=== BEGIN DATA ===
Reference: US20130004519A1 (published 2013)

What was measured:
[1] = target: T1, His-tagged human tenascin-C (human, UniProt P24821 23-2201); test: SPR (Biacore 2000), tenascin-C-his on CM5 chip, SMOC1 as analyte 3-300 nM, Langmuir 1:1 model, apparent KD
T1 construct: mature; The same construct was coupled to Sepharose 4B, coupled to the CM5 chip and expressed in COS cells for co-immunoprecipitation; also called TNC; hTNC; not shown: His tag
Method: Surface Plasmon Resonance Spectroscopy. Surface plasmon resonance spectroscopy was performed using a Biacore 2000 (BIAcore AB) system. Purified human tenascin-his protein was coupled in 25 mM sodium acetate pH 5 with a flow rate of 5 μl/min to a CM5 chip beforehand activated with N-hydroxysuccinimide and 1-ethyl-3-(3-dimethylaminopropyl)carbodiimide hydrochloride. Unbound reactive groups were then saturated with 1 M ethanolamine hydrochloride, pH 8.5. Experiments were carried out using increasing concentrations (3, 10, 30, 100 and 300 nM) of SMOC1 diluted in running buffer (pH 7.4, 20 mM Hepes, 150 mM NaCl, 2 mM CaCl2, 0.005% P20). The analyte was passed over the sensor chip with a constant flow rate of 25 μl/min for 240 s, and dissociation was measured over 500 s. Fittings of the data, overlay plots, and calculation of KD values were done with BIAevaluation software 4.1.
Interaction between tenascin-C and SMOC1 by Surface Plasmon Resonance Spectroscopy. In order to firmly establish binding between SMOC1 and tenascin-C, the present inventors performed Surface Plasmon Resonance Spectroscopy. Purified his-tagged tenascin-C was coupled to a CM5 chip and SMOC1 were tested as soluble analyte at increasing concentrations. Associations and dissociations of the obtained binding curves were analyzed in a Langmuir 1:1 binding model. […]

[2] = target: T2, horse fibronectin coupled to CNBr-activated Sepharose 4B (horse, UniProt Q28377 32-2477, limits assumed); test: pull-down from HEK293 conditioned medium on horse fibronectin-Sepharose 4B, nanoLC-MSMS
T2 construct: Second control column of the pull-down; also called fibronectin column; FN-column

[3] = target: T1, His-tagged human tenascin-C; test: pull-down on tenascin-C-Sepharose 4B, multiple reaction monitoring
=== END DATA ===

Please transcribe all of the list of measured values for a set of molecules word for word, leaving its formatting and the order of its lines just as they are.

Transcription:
Reference: US20130004519A1 (published 2013)

What was measured:
[1] = target: T1, His-tagged human tenascin-C (human, UniProt P24821 23-2201); test: SPR (Biacore 2000), tenascin-C-his on CM5 chip, SMOC1 as analyte 3-300 nM, Langmuir 1:1 model, apparent KD
T1 construct: mature; The same construct was coupled to Sepharose 4B, coupled to the CM5 chip and expressed in COS cells for co-immunoprecipitation; also called TNC; hTNC; not shown: His tag
Method: Surface Plasmon Resonance Spectroscopy. Surface plasmon resonance spectroscopy was performed using a Biacore 2000 (BIAcore AB) system. Purified human tenascin-his protein was coupled in 25 mM sodium acetate pH 5 with a flow rate of 5 μl/min to a CM5 chip beforehand activated with N-hydroxysuccinimide and 1-ethyl-3-(3-dimethylaminopropyl)carbodiimide hydrochloride. Unbound reactive groups were then saturated with 1 M ethanolamine hydrochloride, pH 8.5. Experiments were carried out using increasing concentrations (3, 10, 30, 100 and 300 nM) of SMOC1 diluted in running buffer (pH 7.4, 20 mM Hepes, 150 mM NaCl, 2 mM CaCl2, 0.005% P20). The analyte was passed over the sensor chip with a constant flow rate of 25 μl/min for 240 s, and dissociation was measured over 500 s. Fittings of the data, overlay plots, and calculation of KD values were done with BIAevaluation software 4.1.
Interaction between tenascin-C and SMOC1 by Surface Plasmon Resonance Spectroscopy. In order to firmly establish binding between SMOC1 and tenascin-C, the present inventors performed Surface Plasmon Resonance Spectroscopy. Purified his-tagged tenascin-C was coupled to a CM5 chip and SMOC1 were tested as soluble analyte at increasing concentrations. Associations and dissociations of the obtained binding curves were analyzed in a Langmuir 1:1 binding model. […]

[2] = target: T2, horse fibronectin coupled to CNBr-activated Sepharose 4B (horse, UniProt Q28377 32-2477, limits assumed); test: pull-down from HEK293 conditioned medium on horse fibronectin-Sepharose 4B, nanoLC-MSMS
T2 construct: Second control column of the pull-down; also called fibronectin column; FN-column

[3] = target: T1, His-tagged human tenascin-C; test: pull-down on tenascin-C-Sepharose 4B, multiple reaction monitoring